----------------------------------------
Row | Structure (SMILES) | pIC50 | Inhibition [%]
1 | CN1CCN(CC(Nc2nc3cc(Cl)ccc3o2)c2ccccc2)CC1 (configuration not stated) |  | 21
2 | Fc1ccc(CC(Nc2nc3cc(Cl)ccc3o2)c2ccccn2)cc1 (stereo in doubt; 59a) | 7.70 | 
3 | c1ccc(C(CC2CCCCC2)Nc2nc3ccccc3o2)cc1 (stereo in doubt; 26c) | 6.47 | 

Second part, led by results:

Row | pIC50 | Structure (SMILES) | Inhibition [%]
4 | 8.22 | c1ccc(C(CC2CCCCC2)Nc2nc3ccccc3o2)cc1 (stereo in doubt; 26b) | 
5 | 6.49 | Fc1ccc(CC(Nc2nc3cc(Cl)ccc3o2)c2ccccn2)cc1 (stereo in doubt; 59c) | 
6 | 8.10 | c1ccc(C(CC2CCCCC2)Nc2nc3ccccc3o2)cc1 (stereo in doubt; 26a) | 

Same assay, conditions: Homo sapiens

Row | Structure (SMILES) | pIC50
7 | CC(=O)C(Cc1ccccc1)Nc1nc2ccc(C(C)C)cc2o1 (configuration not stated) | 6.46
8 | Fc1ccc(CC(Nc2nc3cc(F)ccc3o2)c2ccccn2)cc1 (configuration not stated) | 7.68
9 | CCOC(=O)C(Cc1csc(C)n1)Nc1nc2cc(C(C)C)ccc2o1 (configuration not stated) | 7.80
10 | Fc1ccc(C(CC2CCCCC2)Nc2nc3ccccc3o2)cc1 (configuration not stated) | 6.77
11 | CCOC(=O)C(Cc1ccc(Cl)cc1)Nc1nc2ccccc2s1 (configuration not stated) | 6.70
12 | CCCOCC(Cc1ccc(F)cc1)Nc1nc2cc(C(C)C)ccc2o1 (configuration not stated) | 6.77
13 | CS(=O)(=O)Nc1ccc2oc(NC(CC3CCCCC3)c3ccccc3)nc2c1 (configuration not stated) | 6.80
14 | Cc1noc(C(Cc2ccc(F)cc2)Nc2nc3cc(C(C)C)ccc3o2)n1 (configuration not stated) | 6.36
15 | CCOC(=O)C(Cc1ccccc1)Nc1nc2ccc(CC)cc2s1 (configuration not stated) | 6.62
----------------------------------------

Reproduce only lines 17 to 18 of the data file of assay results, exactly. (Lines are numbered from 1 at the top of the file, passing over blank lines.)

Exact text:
12 | CCCOCC(Cc1ccc(F)cc1)Nc1nc2cc(C(C)C)ccc2o1 (configuration not stated) | 6.77
13 | CS(=O)(=O)Nc1ccc2oc(NC(CC3CCCCC3)c3ccccc3)nc2c1 (configuration not stated) | 6.80